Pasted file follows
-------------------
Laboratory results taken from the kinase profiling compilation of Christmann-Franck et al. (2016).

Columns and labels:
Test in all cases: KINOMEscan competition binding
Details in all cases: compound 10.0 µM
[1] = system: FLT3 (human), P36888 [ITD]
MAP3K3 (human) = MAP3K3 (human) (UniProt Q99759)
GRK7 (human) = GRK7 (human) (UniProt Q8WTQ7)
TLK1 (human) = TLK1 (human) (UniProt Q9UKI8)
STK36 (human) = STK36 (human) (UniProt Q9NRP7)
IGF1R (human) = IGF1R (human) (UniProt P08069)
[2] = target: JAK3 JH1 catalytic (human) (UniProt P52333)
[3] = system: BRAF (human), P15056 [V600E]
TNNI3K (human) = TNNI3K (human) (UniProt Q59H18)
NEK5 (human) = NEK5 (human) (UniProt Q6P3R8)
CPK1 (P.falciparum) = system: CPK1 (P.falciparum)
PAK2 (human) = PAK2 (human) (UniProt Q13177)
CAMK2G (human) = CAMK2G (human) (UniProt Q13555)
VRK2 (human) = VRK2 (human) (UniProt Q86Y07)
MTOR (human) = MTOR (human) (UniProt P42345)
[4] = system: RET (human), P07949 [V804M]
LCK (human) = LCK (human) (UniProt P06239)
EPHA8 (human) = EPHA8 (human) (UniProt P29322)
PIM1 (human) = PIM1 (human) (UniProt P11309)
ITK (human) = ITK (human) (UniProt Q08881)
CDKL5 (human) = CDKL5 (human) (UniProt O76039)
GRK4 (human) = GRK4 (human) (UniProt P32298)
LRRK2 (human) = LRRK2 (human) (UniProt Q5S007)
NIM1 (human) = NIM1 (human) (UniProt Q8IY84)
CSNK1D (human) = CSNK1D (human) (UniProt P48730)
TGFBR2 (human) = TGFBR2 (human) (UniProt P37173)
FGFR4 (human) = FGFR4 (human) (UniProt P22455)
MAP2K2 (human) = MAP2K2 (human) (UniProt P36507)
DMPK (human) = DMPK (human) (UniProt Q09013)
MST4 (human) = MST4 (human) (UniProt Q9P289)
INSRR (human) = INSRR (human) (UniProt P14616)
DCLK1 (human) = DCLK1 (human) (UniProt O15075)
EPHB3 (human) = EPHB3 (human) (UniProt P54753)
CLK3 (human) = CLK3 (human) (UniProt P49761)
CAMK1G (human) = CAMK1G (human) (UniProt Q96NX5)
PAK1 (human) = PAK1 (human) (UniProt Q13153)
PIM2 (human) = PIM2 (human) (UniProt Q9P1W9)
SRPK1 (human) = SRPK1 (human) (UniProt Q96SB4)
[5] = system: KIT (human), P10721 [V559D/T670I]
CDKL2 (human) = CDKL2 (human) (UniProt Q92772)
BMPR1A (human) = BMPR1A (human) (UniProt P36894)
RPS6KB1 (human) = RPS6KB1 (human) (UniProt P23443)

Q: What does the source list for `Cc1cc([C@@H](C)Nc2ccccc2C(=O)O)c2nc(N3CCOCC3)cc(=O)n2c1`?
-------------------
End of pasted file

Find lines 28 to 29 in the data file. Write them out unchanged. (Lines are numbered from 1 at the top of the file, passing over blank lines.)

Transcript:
NIM1 (human) = NIM1 (human) (UniProt Q8IY84)
CSNK1D (human) = CSNK1D (human) (UniProt P48730)